At the outset, we note that on appeal from a final judgment after trial, the law of this circuit prohibits review of U.F.'s claim that the district court erred in denying its motion for summary judgment as to copyright infringement. Wenzel v. Boyles Galvanizing Co., 920 F.2d 778, 782 (11th Cir.1991). As this court explained in Stuckey v. Northern Propane Gas Co., 874 F.2d 1563, 1567 (11th Cir.1989) (quoting Holley v. Northrop Worldwide Aircraft Serv., Inc., 835 F.2d 1375, 1378 (11th Cir.1988)), we do “not review the propriety of orders denying summary judgment motions based on the evidence available when the motion was made.” The proper inquiry, rather, is directed to the sufficiency of the evidence as presented at trial, which the record reveals to be competent support for the jury's verdict for A-Plus Notes on the copyright claims.
U.F. also claims the district court erred in directing verdicts for A-Plus Notes on U.F.'s claims brought pursuant to § 43(a) of the Lanham Act, 15 U.S.C. § 1125(a). Section 43(a) of the Lanham Act creates a federal cause of action for unfair competition, but is limited to interstate commercial activities.3 Jellibeans, Inc. v. Skating Clubs of Georgia, Inc., 716 F.2d 833, 838 (11th Cir.1983). The section forbids unfair trade practices involving infringement of trade dress, service marks, or trademarks, even in the absence of federal trademark registration.4 See Two Pesos, 505 U.S. at 768, 112 S.Ct. at 2757; Jellibeans, 716 F.2d at 839; AmBrit, 812 F.2d 1531, 1535 (11th Cir.1986). Section 43(a) provides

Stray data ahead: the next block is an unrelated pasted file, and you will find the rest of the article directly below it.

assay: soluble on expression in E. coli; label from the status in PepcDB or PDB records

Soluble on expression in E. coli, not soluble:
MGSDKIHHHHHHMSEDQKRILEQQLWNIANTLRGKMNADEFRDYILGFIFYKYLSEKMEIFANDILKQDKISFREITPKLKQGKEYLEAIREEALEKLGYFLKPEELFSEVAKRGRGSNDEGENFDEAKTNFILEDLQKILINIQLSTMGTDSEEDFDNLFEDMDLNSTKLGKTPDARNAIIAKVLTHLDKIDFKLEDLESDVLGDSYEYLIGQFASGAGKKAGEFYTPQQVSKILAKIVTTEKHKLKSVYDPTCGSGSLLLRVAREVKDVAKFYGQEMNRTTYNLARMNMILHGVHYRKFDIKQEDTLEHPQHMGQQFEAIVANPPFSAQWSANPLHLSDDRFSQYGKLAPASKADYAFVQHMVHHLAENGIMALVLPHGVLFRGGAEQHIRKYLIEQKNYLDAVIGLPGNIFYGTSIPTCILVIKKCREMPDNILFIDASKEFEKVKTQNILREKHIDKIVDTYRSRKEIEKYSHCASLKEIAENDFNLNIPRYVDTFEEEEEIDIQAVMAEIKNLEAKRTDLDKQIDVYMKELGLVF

§ 1125 False designations of origin and false descriptions forbidden
(a)(1) Any person who, on or in connection with any goods or services, ․ uses in commerce any word, term, name, symbol, or device, or any combination thereof, or any false designation of origin, false or misleading description of fact, or false or misleading representation of fact, which-
(A) is likely to cause confusion, or to cause mistake, or to deceive as to the affiliation, connection, or association of such person with another person, or as to the origin, sponsorship, or approval of his or her goods, services, or commercial activities by another person, or
(B) in commercial advertising or promotion, misrepresents the nature, characteristics, qualities, or geographic origin of his or her or another person's goods, services, or commercial activities,
shall be liable in a civil action by any person who believes that he or she is or is likely to be damaged by such act.
15 U.S.C. § 1125(a).
This court held in AmBrit, Inc. v. Kraft, Inc., 812 F.2d at 1535, that in order to establish liability under § 43(a), the plaintiff must prove three elements: (1) its mark is inherently distinctive or has acquired secondary meaning,5 (2) its mark is primarily non-functional,6 and (3) the defendant's mark is confusingly similar.7